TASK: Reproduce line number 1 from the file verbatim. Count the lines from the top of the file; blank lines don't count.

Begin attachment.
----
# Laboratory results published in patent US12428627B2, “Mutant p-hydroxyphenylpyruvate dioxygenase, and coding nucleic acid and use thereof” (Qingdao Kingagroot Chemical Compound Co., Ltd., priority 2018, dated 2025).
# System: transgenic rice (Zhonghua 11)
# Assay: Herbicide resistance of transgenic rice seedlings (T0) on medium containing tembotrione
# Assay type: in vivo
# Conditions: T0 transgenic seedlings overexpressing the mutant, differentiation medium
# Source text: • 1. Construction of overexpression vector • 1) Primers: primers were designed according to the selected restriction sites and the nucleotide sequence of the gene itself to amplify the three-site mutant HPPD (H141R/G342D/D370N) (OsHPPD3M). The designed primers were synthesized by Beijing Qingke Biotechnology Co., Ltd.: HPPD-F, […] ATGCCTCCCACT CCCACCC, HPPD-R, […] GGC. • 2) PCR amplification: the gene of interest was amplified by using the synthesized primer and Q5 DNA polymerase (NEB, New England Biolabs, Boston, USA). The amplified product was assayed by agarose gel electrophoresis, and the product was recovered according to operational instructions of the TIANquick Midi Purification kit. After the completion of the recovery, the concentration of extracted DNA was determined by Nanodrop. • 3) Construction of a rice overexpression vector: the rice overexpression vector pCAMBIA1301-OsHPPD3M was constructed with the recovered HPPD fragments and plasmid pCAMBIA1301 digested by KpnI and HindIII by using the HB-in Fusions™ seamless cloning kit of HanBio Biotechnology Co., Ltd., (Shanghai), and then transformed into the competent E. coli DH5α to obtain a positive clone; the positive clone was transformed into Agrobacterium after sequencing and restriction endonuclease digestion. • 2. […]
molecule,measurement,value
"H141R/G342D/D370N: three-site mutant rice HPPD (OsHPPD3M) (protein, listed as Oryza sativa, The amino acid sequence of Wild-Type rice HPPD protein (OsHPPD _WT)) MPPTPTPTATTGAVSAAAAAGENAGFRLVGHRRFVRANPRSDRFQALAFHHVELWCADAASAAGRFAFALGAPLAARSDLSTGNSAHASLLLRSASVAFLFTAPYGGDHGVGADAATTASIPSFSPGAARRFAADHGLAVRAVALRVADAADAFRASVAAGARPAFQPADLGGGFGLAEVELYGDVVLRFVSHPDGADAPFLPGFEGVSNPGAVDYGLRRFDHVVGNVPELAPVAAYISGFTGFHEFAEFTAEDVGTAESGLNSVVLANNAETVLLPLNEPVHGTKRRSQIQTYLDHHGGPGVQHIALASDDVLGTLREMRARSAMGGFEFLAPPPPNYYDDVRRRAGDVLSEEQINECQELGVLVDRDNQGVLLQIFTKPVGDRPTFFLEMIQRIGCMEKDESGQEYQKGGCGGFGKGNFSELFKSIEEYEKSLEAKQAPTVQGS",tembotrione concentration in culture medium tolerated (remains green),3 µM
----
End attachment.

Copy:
# Laboratory results published in patent US12428627B2, “Mutant p-hydroxyphenylpyruvate dioxygenase, and coding nucleic acid and use thereof” (Qingdao Kingagroot Chemical Compound Co., Ltd., priority 2018, dated 2025).